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ICO puts itself in the dock over data breaches

4 January 2017

The UK's data protection watchdog has found itself in breach of the law at least 11 times over the past four years, the Evening Standard newspaper has revealed.

A freedom of information response disclosed that out of 40 complaints made to the Information Commissioner's Office since 2013, seven complaints ended with the ICO being ordered to take action to prevent further breaches, two with compliance advice being given, two with concerns raised and 29 with no breaches of the law being found.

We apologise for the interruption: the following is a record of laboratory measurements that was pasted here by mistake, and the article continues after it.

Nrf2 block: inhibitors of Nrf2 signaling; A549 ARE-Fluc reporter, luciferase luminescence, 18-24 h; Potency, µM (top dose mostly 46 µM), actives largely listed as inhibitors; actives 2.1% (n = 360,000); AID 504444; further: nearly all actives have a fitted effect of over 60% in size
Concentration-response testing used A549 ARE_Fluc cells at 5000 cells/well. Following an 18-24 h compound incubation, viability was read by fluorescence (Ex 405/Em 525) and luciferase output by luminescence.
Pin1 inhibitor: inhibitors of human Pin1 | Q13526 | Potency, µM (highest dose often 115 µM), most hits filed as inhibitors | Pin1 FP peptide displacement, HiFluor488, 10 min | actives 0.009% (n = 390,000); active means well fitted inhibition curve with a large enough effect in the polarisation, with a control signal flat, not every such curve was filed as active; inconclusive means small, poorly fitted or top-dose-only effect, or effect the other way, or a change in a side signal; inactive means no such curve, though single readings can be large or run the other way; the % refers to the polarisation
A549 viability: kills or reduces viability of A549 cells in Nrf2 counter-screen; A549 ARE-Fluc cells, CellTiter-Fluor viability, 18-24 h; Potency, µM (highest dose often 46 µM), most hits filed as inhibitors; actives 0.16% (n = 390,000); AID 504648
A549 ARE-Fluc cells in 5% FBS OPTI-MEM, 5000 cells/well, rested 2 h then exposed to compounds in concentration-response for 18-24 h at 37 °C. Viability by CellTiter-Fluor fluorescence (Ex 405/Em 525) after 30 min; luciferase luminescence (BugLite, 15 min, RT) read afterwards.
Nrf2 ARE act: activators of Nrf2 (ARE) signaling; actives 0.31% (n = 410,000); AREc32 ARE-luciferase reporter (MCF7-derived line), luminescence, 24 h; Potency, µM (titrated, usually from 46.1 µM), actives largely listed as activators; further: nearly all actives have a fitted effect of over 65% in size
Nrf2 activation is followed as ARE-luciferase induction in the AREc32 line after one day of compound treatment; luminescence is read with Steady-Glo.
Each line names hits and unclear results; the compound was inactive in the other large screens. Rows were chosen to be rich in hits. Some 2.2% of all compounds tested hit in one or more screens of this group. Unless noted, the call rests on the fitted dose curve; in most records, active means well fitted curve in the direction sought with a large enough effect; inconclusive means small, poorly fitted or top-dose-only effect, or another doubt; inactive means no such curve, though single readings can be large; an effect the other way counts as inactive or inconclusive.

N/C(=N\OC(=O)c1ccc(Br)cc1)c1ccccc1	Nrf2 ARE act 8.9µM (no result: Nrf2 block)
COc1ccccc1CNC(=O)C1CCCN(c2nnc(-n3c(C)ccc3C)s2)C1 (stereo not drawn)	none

On at least three occasions, ICO officials self-reported breaches after losing or accidentally releasing people's private data.

Liberal Democrat peer Lord Paddick, who made the initial FOI request, said the cases raised uncomfortable questions about how securely people's data were being held by Government organisations. "The ICO is responsible for ensuring that our data is being held safely and securely," he said. "The fact that they have managed to breach their own rules is extremely concerning."

In a letter to Lord Paddick's office the ICO said: "We oversee the Data Protection Act 1998 but we also have to comply with its requirements. This means that on occasion we will have to self-report to ourselves in our capacity as a regulator. It also means that individuals can raise complaints about us, to us, in our capacity as a regulator."


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